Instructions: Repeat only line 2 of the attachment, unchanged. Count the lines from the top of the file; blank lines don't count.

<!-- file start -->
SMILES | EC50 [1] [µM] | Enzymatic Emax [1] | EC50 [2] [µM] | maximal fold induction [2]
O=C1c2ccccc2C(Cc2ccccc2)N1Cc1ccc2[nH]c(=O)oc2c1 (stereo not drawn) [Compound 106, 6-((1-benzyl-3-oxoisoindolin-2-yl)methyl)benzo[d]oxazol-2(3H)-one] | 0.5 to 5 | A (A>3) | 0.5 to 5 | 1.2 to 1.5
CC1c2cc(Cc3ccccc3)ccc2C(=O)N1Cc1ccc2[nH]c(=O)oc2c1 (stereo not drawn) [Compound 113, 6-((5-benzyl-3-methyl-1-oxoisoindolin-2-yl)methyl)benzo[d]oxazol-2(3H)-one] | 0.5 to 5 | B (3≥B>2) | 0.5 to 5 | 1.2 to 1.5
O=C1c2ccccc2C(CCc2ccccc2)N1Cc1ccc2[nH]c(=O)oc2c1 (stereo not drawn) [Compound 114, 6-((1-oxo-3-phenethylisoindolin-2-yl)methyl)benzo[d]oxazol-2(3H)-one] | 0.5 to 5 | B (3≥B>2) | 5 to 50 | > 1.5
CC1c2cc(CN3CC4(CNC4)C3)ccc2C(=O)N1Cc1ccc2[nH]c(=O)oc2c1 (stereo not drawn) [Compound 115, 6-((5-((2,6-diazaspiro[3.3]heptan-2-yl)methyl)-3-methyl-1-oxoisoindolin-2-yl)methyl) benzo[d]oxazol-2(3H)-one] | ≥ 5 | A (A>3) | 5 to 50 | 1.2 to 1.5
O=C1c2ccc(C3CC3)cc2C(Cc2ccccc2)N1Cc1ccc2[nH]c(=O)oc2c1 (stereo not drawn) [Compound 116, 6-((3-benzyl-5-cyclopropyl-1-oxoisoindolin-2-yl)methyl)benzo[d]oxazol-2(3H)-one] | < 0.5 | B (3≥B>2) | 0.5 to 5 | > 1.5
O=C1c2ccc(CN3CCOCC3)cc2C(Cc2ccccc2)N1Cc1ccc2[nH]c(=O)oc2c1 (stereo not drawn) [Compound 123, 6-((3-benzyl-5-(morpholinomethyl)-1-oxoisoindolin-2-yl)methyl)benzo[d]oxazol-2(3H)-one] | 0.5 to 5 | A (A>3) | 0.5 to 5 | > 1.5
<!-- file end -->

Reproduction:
O=C1c2ccccc2C(Cc2ccccc2)N1Cc1ccc2[nH]c(=O)oc2c1 (stereo not drawn) [Compound 106, 6-((1-benzyl-3-oxoisoindolin-2-yl)methyl)benzo[d]oxazol-2(3H)-one] | 0.5 to 5 | A (A>3) | 0.5 to 5 | 1.2 to 1.5